I love the Old Town’s denseness and richness of associations. Almost any fact or feature that you examine will lead to a fascinating chain.
Last week I was at a 50th birthday party at Skeppsbron 44, a building I’ve often passed with a cursory glance at its famous old restaurant Zum Franziskaner. But now I know that it was built in 1907 by the Jugend-inspired architect Fredric Dahlberg (whose work is also in Lärkstaden, a favourite area). The building has a justly praised staircase with window and wall paintings by Georg Pauli, of whom I knew nothing but want to learn more.
My focus at the party was, of course, on folk and not the building (you can get a bad reputation if you spend long periods at parties standing on the stairs staring at the ceiling…). But I will go back to see this as well as the Jugend details that I know are in the restaurant (I might have to eat there to see them, collateral profit rather than damage).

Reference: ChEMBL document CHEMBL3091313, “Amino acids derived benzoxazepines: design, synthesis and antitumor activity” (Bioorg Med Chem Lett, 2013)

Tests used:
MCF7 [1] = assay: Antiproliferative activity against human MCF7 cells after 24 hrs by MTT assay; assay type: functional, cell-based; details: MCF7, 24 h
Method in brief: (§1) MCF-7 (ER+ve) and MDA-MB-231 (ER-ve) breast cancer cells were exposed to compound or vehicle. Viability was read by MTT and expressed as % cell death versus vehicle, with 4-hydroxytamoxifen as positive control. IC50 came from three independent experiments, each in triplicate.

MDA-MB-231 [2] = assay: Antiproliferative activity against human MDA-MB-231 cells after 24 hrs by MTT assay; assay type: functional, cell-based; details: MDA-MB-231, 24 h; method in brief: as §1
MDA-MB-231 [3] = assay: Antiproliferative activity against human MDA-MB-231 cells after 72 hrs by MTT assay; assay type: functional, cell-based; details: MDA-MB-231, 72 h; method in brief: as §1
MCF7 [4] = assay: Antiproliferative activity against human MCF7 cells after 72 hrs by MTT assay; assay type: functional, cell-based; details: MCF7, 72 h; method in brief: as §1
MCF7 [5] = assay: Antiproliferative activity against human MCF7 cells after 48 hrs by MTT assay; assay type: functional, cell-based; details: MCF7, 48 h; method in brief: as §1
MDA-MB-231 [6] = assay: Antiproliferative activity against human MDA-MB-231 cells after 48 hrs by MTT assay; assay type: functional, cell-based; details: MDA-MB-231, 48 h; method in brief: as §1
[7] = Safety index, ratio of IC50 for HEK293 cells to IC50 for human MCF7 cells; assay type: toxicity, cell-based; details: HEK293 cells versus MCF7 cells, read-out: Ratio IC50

But I did get time to see the cuckold on the facade of the building (and to learn a new Swedish word “hanrej”, the Swedes like the Germans and Dutch choosing to describe cuckolds as castrated cocks, while the English went for “cuckold”, reputedly related to “cuckoo”).
The cuckold on the façade is a horned male face with an expression of pain and despair. According to the story when it rains, the water runs down the façade across the face and makes it appear to be weeping (I shall go there some time when it’s raining to check this). Under the face is a female sexual organ (how I hate the way that English voldemortises genitals and bodily functions, our only choice being medical overkill, tweeness or vulgarity…).
The story goes that the sculpture was intended as the cuckolded builder, Carl Smith’s revenge on his wife. I suspect this story may be apocryphal as I can’t quite see how it adds up – as an act of revenge, it rather seems to backfire on Carl, portraying himself in a wretched light and it seems unlikely to bring the errant wife dashing back to her hub’s side. But it’s an amusing detail which I’m pleased to know.